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Teens: About STIs

If you’re having sex, or thinking about having sex, you need to know about sexually transmitted infections (STIs). STIs can cause serious health problems. And not all can be cured. But there are ways to protect yourself and others.

Gender words are used here to talk about anatomy and health risk. Please use this information in a way that works best for you and your provider as you talk about your care.

How do you catch an STI?

It’s simple. You catch an STI by having sex with an infected partner. Some STIs spread when body fluids get passed on during sex. The body fluids include semen, vaginal fluids, saliva, and blood. Other STIs spread by touching infected areas. It doesn’t matter what kind of sex it is. You can catch an STI if sex involves the mouth (oral sex), vagina (vaginal sex), or anus (anal sex). STIs can sometimes be caught by just direct touching or rubbing. The risks of catching an STI are high if:

  • You have more than one sex partner 

  • Your partner has sex with other people

  • You don’t use latex condoms

What can you do?

To prevent problems now—and in the future—decide if it’s the right time to have sex. It’s OK to wait. Not having sex is the only sure way to prevent STIs.

But if you are having sex ...

  • Always use a latex condom during sex. Why latex? When used correctly during sexual intercourse, latex condoms work very well compared with other types of condoms. They are better at reducing—but not eliminating—the risk of the transmission of HIV and other viruses and STI germs. Don't use condoms made of lambskin or natural membranes.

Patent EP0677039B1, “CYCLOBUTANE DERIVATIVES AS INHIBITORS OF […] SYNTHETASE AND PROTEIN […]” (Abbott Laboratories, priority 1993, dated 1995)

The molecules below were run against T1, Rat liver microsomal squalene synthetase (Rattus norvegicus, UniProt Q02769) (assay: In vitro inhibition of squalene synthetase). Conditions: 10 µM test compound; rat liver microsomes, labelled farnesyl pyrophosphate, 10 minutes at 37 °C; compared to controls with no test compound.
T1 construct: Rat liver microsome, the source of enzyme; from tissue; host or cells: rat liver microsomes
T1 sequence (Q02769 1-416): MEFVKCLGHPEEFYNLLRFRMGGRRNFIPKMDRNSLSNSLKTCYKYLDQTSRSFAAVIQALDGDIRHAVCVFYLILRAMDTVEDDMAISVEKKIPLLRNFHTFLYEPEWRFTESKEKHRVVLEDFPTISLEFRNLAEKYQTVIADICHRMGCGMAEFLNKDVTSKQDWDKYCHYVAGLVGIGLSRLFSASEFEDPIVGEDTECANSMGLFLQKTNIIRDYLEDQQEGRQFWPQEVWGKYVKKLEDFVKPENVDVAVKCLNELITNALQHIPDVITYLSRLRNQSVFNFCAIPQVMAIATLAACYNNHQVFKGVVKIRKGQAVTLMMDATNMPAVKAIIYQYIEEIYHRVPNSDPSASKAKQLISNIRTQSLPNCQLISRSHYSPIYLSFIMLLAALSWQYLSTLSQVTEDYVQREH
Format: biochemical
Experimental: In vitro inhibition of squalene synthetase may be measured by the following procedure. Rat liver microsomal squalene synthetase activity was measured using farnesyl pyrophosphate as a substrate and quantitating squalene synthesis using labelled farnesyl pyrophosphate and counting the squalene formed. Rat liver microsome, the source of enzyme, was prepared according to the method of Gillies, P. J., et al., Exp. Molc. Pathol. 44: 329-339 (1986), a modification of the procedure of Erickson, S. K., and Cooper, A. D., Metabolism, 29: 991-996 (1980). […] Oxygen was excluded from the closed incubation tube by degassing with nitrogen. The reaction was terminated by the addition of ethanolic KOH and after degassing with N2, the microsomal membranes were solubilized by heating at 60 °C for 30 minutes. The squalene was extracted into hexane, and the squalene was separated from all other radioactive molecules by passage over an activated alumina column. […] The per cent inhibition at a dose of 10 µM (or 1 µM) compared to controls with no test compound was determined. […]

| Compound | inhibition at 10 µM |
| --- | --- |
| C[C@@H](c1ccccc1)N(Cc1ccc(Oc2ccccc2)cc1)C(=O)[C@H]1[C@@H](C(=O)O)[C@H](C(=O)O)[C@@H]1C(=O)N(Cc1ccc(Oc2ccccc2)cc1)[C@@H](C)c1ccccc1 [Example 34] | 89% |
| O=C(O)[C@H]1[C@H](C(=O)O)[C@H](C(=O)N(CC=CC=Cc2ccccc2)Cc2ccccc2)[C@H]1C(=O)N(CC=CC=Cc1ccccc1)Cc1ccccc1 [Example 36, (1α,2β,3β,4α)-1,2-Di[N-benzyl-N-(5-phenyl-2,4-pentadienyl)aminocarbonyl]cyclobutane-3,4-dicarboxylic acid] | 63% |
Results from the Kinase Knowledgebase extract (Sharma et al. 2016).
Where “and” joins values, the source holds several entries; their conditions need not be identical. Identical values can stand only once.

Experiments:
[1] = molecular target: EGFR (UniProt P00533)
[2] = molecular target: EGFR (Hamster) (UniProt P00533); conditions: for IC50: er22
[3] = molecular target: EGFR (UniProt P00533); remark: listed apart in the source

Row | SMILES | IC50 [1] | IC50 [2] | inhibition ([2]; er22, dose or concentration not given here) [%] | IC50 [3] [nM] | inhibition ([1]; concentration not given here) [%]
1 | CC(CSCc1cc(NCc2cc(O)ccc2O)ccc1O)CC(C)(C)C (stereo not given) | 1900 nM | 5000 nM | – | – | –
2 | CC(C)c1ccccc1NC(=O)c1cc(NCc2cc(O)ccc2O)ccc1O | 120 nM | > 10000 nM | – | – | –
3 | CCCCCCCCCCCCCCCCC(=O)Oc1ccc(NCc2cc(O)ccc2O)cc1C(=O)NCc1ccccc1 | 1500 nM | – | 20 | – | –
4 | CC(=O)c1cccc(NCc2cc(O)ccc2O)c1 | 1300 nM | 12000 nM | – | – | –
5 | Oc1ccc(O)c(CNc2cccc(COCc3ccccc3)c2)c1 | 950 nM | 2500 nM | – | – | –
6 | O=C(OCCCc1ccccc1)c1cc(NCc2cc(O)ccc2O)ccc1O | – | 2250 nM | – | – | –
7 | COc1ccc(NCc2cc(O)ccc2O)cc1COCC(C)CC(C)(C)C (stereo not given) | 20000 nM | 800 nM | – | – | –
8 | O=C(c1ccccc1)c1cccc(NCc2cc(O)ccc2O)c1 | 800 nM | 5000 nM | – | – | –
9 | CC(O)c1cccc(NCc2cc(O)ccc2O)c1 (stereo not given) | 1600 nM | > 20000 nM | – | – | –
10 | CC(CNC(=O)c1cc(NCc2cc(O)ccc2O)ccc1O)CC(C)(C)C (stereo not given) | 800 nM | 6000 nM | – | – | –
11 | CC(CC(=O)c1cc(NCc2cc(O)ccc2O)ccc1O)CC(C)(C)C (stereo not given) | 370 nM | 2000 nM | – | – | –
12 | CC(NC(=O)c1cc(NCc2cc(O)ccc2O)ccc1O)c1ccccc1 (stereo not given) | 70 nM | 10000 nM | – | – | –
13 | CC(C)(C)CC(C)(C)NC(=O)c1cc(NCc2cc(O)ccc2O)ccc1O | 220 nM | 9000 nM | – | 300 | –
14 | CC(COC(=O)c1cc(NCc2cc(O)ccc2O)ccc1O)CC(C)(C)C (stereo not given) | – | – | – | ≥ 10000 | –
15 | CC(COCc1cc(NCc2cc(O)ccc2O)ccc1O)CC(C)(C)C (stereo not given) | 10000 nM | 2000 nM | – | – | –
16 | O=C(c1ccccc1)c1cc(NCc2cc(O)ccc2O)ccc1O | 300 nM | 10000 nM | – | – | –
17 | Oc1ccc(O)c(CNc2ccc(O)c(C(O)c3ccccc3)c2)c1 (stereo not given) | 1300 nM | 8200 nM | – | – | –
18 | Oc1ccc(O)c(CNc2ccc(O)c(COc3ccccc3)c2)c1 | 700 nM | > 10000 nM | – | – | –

• Limit how many sex partners you have. The more people you have sex with, the higher your risk of catching an STI.

  • Stay in control. Don't have sex or put yourself in risky situations if you have been drinking or using drugs. These can affect your judgment. This can make it harder to stay safe.

  • Get checked if you think you have an STI or could have been exposed to one. Then you can be treated if you do have an STI.

  • Protect yourself against HIV. Consider additional ways that you can prevent picking up HIV. Pre-exposure prophylaxis (PrEP) is medicine taken regularly to lower the risk from future contacts. Post-exposure prophylaxis (PEP) is medicine given after a possible exposure. But PEP must be started as soon as possible after sex and no later than 72 hours after to be effective. Contact your healthcare provider, your school nurse, or campus clinic to find out more about these. Or go to your nearest STI or sexual health clinic. Your local health department and the CDC website will have information as well.

  • Tell your partners. It’s important to talk with your partner(s) about STIs and testing. But it is important to feel safe to have this talk. If you’re afraid that your partner might hurt you when you talk about testing, send a text, email, or make a phone call instead of talking face-to-face. Ask for help if you’re not safe. It's also important to talk with your partner(s) and to encourage them be treated. Otherwise they can pass the infection back to you or to others.

  • Learn about expedited partner therapy (EPT). If you have been diagnosed with an STI, talk with your provider about EPT. With EPT, you may be given a prescription or medicines to give to your partner without your partner needing to be seen by the provider. EPT is available in many states for some STIs (mainly chlamydia and gonorrhea). State laws vary, so talk with your provider.

Online Medical Reviewer: Barry Zingman MD
Online Medical Reviewer: L Renee Watson MSN RN
Online Medical Reviewer: Rita Sather RN
Date Last Reviewed: 12/1/2022
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